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    Ahh - yes, I think the two overlap. There are questions where a strict framework is the answer, and there are others which should just say, "go for it" - both of which are okay. The challenge is in the overlap. – Doktor Mayhem Dec 22 '17 at 19:06
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A question that rigidly defines the parameters of an acceptable answer is usually a bad question. (It is in a subject like music anyway. Not in a topic like 'code golf' for computer programmers, where rigid restrictions are all part of the fun.)

That doesn't mean it should be banned though. Particularly if it opens the door to useful discussion of how to approach a problem.

None of this is absolute. 'How do I do this with a string quartet?' is not usefully answered by 'add a trumpet'. Except that that MAY be an excellent answer! Look for the good in both questions and answers, look outward rather than inward. Educate rather than train where possible. Embrace diversity. Put that axe away unless someone's being offensive or incomprehensible!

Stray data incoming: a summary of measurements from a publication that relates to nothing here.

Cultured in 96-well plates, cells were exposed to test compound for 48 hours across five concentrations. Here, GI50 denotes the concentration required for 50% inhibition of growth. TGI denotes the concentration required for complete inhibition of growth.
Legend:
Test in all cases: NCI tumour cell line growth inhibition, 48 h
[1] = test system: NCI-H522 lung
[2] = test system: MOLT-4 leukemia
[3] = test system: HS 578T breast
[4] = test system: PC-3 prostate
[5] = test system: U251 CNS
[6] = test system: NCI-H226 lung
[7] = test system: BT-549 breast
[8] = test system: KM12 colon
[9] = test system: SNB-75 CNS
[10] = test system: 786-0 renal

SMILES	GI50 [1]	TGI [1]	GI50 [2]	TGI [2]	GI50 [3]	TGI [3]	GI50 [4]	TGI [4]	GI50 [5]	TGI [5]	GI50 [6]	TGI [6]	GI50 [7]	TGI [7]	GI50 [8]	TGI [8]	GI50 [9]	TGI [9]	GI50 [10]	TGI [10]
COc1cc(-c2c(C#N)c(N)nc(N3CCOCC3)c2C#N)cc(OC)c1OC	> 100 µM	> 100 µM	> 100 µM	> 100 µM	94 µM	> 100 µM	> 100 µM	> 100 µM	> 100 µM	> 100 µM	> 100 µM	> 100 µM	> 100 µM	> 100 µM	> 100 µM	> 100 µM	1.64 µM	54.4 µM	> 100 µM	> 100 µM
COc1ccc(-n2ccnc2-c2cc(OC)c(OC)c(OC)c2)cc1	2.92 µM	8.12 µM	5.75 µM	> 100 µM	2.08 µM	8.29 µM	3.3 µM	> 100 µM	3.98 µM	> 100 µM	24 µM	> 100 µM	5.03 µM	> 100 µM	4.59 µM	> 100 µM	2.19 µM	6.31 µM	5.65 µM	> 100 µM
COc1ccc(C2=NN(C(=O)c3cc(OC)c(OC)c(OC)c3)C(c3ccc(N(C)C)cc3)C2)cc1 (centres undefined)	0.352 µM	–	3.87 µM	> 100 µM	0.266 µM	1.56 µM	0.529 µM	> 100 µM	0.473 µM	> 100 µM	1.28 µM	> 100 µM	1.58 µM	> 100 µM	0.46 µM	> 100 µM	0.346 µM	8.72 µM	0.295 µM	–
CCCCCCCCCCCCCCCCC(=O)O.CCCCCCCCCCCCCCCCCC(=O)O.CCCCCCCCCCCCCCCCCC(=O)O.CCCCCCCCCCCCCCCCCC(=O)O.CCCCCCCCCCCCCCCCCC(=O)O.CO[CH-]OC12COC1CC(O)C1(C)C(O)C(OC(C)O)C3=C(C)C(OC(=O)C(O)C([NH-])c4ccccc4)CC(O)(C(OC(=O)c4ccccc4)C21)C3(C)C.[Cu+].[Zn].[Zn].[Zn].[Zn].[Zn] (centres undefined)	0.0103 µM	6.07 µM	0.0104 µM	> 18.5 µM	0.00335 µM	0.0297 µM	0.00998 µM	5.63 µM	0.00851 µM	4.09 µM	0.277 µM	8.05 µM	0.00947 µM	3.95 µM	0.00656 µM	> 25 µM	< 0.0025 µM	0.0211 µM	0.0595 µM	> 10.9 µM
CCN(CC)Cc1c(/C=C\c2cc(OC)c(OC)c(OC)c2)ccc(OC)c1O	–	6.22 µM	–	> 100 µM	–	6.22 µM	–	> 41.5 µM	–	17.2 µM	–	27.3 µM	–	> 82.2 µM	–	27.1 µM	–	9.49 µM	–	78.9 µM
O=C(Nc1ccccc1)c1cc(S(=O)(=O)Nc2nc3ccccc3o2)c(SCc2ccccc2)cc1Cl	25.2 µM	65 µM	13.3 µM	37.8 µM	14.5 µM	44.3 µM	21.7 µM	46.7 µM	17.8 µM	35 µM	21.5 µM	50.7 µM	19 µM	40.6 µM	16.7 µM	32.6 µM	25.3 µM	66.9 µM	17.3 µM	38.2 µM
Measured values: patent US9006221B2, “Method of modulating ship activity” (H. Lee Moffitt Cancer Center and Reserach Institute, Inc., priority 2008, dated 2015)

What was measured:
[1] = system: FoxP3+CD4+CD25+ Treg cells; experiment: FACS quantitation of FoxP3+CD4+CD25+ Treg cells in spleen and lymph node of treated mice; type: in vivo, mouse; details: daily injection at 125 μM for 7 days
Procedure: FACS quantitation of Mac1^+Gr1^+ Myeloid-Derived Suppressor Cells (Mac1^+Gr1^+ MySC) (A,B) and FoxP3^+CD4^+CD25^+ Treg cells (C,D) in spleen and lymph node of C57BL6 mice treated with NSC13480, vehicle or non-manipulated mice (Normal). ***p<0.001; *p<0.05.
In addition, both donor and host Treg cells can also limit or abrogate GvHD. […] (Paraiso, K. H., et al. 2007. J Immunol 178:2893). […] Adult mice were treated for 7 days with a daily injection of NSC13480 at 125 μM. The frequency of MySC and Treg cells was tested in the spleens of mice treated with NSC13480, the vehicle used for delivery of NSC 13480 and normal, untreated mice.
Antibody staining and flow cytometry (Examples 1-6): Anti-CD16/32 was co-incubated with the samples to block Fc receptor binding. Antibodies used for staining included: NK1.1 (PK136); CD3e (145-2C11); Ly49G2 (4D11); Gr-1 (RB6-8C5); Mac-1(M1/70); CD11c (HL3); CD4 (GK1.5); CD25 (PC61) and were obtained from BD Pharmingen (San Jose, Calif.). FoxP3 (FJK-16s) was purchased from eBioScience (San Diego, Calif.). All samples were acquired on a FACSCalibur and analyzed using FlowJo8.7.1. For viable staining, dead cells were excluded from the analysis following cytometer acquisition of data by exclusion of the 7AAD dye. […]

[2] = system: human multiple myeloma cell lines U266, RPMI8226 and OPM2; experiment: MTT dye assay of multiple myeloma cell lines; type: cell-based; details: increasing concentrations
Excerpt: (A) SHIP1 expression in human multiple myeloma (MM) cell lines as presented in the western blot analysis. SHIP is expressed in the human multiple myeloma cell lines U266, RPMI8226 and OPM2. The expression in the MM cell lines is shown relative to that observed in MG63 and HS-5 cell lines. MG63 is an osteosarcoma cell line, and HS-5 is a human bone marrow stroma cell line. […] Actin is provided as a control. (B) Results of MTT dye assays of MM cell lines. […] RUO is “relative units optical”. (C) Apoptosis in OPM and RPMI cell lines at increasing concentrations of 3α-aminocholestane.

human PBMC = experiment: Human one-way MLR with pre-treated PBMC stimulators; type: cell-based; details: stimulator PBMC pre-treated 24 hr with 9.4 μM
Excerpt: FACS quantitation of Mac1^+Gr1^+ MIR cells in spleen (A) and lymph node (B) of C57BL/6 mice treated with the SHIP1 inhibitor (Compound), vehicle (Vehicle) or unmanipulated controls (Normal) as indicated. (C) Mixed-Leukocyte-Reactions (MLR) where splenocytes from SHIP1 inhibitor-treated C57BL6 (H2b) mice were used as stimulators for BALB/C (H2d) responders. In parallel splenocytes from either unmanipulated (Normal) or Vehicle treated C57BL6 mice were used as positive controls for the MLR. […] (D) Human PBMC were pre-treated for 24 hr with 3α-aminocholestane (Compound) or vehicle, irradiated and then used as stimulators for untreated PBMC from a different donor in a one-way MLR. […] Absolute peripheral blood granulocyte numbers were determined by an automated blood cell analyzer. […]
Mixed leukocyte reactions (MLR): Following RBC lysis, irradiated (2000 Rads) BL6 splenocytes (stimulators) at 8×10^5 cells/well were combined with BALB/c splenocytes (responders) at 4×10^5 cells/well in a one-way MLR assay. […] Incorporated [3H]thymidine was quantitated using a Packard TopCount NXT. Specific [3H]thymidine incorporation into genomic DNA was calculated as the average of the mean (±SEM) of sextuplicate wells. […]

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    This is specifcally a Q&A site, not a site for discussions. It's not a bad thing especially in music, but that's not what the site is for. – Dom Dec 31 '17 at 22:51
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    But when there are no right answers... Music's like that. A framework of rules designed for computer programming issues needs to be relaxed. – Laurence Payne Dec 31 '17 at 23:29
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    there are many objective answers in music and the site was designed for that. There are many music discussion sites, but this isn't one of them. If there are truly no right answers or no "commonly accepted answer" then the question should be closed as opinion based. – Dom Dec 31 '17 at 23:43